In the two years since the beginning of Florida’s pill mill crackdown, doctors, drug dealers, and drug abusers who are only interested in exploiting the system have been driven out of the state in large numbers. But even legitimate doctors with patients who face real pain are taking more time to discuss and explore alternatives to drugs for pain management. One alternative is a class of high-tech devices with none of the potential addictive effects or complications of opioid painkillers.
Patients with chronic pain now have available to them devices that send electrical signals to the brain in order to block the sensation of pain. They have the support of Medicare, the insurance industry, and the FDA. This is critical to ensure patient access.
One such device, a spinal cord stimulator, is implanted in fatty tissue in the lower back near the spine. The system sends electrical signals to the spinal cord that override the brain’s sensation of pain. The patient operates the unit, turning it on or off and controlling the signal frequency with a small remote control.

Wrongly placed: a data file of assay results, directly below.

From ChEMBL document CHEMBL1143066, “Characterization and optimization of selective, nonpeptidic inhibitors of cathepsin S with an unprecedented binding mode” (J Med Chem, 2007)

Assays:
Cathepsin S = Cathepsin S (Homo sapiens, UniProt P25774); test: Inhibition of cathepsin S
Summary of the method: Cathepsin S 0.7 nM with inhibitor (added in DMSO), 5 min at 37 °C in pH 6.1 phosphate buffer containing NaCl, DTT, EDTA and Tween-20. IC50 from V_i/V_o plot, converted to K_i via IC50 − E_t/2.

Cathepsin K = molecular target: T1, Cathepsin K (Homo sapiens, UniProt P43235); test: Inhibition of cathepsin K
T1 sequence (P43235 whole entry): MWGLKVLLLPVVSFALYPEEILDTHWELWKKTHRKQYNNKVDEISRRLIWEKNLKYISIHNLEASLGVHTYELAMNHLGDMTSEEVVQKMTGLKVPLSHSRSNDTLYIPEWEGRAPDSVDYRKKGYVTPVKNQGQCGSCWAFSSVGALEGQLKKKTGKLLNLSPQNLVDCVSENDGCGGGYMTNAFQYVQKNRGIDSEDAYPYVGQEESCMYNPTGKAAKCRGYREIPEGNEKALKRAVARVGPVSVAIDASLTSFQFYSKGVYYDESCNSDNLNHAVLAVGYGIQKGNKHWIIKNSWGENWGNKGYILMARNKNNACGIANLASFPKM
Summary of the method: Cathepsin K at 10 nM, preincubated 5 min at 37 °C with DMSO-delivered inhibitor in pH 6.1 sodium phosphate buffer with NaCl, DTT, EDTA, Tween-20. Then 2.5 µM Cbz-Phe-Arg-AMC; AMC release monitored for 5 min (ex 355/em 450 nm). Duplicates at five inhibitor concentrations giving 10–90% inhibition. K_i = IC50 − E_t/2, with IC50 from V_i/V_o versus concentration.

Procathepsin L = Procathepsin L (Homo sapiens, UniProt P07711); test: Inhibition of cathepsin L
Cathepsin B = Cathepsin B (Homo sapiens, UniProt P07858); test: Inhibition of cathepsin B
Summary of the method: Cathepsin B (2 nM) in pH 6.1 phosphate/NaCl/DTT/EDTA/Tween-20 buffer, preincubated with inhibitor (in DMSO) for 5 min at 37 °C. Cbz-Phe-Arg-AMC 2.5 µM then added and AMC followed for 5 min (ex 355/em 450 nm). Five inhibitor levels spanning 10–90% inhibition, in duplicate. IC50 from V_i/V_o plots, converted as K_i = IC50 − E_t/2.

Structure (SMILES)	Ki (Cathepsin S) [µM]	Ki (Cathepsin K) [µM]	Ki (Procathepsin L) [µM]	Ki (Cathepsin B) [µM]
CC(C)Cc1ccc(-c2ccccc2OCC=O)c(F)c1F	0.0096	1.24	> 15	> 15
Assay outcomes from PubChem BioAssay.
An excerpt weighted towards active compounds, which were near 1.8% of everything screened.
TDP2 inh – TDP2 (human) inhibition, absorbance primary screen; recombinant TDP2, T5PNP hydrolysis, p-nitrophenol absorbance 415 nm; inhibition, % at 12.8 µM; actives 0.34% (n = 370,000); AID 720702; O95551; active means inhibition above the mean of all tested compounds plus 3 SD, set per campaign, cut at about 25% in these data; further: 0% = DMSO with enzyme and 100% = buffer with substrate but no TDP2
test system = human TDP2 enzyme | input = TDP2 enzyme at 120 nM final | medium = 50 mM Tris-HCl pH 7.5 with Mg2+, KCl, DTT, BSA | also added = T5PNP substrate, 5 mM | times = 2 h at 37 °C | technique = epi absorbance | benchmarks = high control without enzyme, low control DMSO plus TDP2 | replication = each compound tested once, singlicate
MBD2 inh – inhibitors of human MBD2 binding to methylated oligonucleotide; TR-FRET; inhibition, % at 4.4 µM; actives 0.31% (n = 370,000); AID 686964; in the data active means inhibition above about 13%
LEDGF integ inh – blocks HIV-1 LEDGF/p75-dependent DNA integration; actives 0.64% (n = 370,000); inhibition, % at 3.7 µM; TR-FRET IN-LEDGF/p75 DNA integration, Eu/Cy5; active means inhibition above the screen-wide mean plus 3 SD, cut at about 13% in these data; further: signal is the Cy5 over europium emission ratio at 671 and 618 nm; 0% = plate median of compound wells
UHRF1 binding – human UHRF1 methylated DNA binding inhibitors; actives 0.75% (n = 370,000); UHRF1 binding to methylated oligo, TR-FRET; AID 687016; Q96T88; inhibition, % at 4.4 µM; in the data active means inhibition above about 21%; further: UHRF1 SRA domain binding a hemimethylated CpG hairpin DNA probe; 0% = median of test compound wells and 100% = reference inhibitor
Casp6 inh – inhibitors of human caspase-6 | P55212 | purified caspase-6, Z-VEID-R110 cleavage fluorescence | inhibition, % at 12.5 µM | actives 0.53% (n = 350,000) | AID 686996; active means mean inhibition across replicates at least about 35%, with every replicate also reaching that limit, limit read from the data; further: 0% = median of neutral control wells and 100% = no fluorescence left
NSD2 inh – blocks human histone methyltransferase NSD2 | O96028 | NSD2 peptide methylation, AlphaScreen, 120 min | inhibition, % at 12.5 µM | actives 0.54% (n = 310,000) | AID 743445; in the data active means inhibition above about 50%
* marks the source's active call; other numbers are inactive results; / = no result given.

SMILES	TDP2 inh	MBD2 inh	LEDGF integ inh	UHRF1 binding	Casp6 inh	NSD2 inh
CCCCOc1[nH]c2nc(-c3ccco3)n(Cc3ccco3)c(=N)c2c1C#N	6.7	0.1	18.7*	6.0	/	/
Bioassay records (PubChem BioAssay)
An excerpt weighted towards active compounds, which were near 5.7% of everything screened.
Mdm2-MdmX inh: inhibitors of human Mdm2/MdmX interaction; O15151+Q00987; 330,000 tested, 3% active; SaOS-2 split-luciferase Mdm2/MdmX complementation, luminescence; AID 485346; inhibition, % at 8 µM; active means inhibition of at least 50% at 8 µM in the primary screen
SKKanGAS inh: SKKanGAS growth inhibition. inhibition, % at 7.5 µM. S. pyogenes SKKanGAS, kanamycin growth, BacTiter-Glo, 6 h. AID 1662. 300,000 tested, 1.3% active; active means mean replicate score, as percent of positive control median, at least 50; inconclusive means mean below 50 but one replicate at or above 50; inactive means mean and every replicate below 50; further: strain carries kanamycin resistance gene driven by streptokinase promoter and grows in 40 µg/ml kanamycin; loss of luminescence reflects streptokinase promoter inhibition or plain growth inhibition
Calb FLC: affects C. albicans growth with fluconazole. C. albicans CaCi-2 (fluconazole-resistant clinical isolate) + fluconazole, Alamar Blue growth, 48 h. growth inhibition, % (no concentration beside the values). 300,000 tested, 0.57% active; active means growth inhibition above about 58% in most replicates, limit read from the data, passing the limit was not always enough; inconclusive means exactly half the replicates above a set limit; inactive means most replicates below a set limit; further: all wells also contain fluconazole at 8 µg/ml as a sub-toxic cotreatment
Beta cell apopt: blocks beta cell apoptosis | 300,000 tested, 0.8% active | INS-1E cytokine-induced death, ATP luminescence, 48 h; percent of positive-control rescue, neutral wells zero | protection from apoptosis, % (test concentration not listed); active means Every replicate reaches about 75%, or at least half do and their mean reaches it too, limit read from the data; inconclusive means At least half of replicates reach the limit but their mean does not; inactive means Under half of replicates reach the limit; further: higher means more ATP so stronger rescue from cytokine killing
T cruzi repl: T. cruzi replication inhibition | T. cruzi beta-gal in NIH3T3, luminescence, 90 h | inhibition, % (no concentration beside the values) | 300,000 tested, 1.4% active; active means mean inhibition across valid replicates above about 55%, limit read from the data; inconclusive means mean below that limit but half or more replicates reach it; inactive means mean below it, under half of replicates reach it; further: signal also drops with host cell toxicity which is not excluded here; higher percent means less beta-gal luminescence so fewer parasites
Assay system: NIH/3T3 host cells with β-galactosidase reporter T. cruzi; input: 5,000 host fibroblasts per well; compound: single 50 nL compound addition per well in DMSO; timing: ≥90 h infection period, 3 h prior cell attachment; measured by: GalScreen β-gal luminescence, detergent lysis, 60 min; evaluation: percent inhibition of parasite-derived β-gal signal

A report from the SunSentinel covered a patient who was in near-constant agony following surgery on her broken foot. She was scarcely able to walk or drive and depended on her husband for nearly everything. The spinal cord stimulator let her be without pain and regain her mobility almost immediately. The $23,000 procedure was covered entirely by her health insurance. These high-tech therapies are more costly up-front to insurers when compared with medication, but insurers are on board because of the potential for long-term cost savings.